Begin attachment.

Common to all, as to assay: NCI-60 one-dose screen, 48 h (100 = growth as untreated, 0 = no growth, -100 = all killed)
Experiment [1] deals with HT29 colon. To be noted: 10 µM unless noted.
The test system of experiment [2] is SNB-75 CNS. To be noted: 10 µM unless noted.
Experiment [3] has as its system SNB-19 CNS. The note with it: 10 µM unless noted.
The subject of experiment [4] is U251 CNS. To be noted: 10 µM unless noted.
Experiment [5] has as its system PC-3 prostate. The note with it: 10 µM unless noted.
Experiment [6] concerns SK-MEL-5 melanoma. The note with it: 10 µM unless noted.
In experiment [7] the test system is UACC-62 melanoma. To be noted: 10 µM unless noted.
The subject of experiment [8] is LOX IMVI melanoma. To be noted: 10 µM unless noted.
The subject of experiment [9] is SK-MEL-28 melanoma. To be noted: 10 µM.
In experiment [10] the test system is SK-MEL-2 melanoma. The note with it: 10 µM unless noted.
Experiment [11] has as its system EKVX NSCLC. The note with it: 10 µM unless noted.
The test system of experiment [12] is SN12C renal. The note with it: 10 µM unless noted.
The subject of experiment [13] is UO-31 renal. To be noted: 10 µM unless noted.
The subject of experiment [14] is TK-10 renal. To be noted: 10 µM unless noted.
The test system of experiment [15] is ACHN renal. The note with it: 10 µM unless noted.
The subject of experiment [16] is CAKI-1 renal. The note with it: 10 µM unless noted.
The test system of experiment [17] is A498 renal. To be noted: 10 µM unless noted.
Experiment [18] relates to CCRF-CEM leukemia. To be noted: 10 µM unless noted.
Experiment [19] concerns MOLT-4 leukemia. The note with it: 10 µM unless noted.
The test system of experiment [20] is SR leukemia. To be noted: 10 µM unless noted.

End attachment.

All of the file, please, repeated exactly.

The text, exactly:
Common to all, as to assay: NCI-60 one-dose screen, 48 h (100 = growth as untreated, 0 = no growth, -100 = all killed)
Experiment [1] deals with HT29 colon. To be noted: 10 µM unless noted.
The test system of experiment [2] is SNB-75 CNS. To be noted: 10 µM unless noted.
Experiment [3] has as its system SNB-19 CNS. The note with it: 10 µM unless noted.
The subject of experiment [4] is U251 CNS. To be noted: 10 µM unless noted.
Experiment [5] has as its system PC-3 prostate. The note with it: 10 µM unless noted.
Experiment [6] concerns SK-MEL-5 melanoma. The note with it: 10 µM unless noted.
In experiment [7] the test system is UACC-62 melanoma. To be noted: 10 µM unless noted.
The subject of experiment [8] is LOX IMVI melanoma. To be noted: 10 µM unless noted.
The subject of experiment [9] is SK-MEL-28 melanoma. To be noted: 10 µM.
In experiment [10] the test system is SK-MEL-2 melanoma. The note with it: 10 µM unless noted.
Experiment [11] has as its system EKVX NSCLC. The note with it: 10 µM unless noted.
The test system of experiment [12] is SN12C renal. The note with it: 10 µM unless noted.
The subject of experiment [13] is UO-31 renal. To be noted: 10 µM unless noted.
The subject of experiment [14] is TK-10 renal. To be noted: 10 µM unless noted.
The test system of experiment [15] is ACHN renal. The note with it: 10 µM unless noted.
The subject of experiment [16] is CAKI-1 renal. The note with it: 10 µM unless noted.
The test system of experiment [17] is A498 renal. To be noted: 10 µM unless noted.
Experiment [18] relates to CCRF-CEM leukemia. To be noted: 10 µM unless noted.
Experiment [19] concerns MOLT-4 leukemia. The note with it: 10 µM unless noted.
The test system of experiment [20] is SR leukemia. To be noted: 10 µM unless noted.